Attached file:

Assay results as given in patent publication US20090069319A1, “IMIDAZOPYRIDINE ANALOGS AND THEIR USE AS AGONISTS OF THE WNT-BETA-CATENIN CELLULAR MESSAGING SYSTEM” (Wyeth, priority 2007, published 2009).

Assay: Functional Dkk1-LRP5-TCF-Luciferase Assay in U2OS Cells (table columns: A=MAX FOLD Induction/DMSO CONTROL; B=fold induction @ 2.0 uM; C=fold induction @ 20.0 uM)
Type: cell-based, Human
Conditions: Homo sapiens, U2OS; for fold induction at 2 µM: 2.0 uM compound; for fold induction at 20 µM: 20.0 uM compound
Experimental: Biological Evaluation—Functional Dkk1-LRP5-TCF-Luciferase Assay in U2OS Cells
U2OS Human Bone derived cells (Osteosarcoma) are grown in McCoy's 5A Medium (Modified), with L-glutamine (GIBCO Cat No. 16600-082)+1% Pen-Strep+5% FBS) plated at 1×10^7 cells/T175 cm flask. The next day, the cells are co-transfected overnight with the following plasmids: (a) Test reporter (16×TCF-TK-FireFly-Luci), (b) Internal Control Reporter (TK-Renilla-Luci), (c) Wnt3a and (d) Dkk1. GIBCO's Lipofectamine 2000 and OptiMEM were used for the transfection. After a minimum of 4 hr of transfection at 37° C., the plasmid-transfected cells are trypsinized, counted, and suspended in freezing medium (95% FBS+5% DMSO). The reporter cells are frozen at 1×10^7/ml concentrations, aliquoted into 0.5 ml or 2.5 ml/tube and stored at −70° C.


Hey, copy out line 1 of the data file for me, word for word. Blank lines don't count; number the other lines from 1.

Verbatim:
Assay results as given in patent publication US20090069319A1, “IMIDAZOPYRIDINE ANALOGS AND THEIR USE AS AGONISTS OF THE WNT-BETA-CATENIN CELLULAR MESSAGING SYSTEM” (Wyeth, priority 2007, published 2009).